• Improvement of governance by both public and private sector. Although many EM governments are facing lower revenue from the bear cycle in commodity, fiscal management has been fairly prudent. The majority of EM countries have been following the -3% deficit rules and is reigning the growth in public debt (Chart 10). Corporate governance is also improving, particularly in terms of increased borrowing in local-currency terms and hedging against hard-currency debt. EM corporate leverage, ex-China is lower compared to DM corporates, highlighting the conservativeness of EM firms after few rounds of crisis in the past few decades. Even in an EM basket case, such as Brazil, the country recorded negligible jump in bankruptcy during the 2008 crisis (Chart 11). Moreover, the banking system provisioning has been aggressive and capital ratio is well above BASEL III requirement, which underscore the resilience of financial system across EM generally (Chart 12).
  • Macro stability. Majority of EM central banks have been erring on the conservative stance in the past decade, putting a cap on inflation at the sacrifice of growth. With inflation well under control due to structural disinflation globally, easing monetary policy is back on the table to boost growth, even prior to the crisis. Current account balance of most EM countries has also adjusted to a more sustainable level after the shock left by commodity bust. If anything, lower oil prices have helped net energy importer countries such as Turkey, India, and China. Currently, two third of EM economies are now running a current account balance under 2% deficit, highlighting the lower dependency on foreign capital (Chart 13). Moreover, EM countries have a healthy banking system compared to DM, in terms of Net Profit Margin, credit growth, capital adequacy, and conservative provisioning of bad loans. This is important to finance investment and support SME, which is the backbone for employment.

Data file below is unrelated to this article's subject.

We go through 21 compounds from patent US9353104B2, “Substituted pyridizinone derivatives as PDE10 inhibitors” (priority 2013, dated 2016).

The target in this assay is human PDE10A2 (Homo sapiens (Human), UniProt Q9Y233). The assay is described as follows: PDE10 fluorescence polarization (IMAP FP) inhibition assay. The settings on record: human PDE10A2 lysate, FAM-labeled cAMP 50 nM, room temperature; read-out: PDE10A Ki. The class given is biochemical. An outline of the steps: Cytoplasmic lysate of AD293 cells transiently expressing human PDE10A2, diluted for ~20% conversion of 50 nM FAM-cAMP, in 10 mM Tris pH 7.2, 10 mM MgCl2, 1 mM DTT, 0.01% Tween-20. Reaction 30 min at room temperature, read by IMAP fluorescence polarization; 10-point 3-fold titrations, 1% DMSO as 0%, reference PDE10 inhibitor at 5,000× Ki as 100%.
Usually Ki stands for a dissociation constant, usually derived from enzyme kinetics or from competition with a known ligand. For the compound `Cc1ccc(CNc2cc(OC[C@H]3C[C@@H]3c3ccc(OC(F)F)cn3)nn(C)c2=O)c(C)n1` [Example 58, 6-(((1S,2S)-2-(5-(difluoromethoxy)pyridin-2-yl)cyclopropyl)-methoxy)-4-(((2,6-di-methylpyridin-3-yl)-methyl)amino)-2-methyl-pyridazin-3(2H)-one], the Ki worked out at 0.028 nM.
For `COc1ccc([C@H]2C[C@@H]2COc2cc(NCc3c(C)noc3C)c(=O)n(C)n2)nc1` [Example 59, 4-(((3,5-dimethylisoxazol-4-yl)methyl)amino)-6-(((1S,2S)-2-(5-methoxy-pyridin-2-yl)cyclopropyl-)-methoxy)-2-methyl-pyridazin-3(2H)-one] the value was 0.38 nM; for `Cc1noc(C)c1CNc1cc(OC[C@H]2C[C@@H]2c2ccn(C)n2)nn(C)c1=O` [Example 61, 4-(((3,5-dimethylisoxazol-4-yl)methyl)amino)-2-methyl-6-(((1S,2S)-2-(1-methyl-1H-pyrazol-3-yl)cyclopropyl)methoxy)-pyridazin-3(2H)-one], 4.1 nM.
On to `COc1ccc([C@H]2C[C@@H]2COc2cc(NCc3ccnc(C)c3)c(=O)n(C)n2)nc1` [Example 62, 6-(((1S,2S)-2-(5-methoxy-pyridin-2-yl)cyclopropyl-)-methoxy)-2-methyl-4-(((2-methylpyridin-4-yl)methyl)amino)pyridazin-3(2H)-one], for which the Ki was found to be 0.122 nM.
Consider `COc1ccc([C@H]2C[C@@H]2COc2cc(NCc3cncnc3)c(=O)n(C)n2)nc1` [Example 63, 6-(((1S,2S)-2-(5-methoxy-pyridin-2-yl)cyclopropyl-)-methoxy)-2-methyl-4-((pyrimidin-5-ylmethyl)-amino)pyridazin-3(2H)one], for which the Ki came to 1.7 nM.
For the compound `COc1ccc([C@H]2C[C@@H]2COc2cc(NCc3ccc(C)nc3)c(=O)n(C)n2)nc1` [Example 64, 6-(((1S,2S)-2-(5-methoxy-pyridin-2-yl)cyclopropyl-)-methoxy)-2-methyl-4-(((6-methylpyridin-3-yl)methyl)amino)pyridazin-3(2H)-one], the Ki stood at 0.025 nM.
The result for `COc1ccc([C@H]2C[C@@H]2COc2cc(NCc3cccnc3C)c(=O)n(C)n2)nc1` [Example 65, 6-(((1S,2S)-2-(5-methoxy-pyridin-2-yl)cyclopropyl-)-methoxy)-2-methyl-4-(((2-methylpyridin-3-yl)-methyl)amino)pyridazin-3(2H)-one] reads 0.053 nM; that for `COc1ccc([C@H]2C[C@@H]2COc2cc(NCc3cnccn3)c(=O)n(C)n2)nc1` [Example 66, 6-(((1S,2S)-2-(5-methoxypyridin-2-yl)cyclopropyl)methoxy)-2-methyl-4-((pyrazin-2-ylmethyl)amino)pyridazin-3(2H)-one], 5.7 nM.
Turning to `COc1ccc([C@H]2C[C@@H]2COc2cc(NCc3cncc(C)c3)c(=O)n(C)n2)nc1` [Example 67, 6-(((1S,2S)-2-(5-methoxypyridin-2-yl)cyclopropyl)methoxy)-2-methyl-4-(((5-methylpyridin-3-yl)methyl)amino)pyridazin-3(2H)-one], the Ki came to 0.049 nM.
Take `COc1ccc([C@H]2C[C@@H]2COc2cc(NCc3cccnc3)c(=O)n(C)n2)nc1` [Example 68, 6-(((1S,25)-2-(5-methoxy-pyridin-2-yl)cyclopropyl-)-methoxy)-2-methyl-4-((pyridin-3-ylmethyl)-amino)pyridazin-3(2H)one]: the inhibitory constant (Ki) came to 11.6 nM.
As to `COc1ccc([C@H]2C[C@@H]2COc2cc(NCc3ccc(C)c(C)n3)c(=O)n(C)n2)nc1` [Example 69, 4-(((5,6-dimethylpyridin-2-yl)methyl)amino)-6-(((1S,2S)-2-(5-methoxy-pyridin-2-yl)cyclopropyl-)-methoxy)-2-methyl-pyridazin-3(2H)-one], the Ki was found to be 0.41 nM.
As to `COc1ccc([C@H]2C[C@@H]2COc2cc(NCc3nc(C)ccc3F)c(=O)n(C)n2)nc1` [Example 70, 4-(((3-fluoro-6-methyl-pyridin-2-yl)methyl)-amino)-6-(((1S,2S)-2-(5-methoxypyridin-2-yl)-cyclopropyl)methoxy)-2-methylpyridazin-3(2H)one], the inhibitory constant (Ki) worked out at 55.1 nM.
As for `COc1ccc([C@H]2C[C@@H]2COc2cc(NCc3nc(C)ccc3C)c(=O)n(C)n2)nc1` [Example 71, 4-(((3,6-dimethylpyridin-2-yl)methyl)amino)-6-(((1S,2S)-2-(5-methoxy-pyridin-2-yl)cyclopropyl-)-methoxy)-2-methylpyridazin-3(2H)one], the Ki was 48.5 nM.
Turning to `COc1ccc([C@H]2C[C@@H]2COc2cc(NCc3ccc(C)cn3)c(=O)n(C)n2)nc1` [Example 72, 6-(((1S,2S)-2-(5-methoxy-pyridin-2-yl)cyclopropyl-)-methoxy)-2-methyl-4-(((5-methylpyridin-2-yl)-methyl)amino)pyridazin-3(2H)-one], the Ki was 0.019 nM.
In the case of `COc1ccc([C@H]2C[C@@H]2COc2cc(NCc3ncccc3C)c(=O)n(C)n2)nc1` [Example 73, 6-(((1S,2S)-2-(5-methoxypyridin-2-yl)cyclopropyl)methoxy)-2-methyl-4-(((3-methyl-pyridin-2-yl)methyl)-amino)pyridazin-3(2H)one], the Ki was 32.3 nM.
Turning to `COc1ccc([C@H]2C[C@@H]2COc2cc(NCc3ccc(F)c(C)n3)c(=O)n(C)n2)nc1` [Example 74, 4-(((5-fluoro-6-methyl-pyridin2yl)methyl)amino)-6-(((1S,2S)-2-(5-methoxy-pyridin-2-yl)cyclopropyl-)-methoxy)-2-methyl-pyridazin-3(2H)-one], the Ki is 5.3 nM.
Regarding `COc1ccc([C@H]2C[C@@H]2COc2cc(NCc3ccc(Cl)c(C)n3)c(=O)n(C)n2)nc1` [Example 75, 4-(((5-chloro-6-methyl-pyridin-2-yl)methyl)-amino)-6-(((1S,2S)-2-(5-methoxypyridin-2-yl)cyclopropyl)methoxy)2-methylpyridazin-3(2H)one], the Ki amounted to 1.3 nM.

In a world scarce of growth, EM countries especially Emerging Asia, are the growth story for the future. Developed countries are becoming similar to Japan by the day, highlighted by low growth and low inflation environment. These developments have resulted in a frail banking sector. Banking profitability in the Japan and across Europe has been on a decline and high NPL burden eats regulatory capital, hence squeezing bank’s ability to lend to businesses and results in a less dynamic economy. This contrasts with EM, where credit demand is high and the banking system capacity to meet real sector need is adequate.

Chart 7. Favorable Long-term Demand Growth…

Chart 8. …And Higher Labor Productivity Growth


Chart 9. Structural Reform in EM is Far from Over

Chart 10. Despite Falling Commodity Prices, EM Fiscal Governance Is Improving


Chart 11. Ex-China, EM Corporate Leverage is Low9

Chart 12. EM Banks’ Provisions and Banking Capital are Adequate


Chart 13. EM Countries Are Becoming Less Dependent on Foreign Capital



Conclusion and The Headwind

Granted, many EM countries are now facing a huge headwind from the decline in export demand and surge in unemployment. Countries like Argentina, Egypt, Turkey and South Africa are particularly vulnerable as fiscal and monetary capacity to ease are fairly constraint, which deserves much higher risk premium from global investors’ perspective.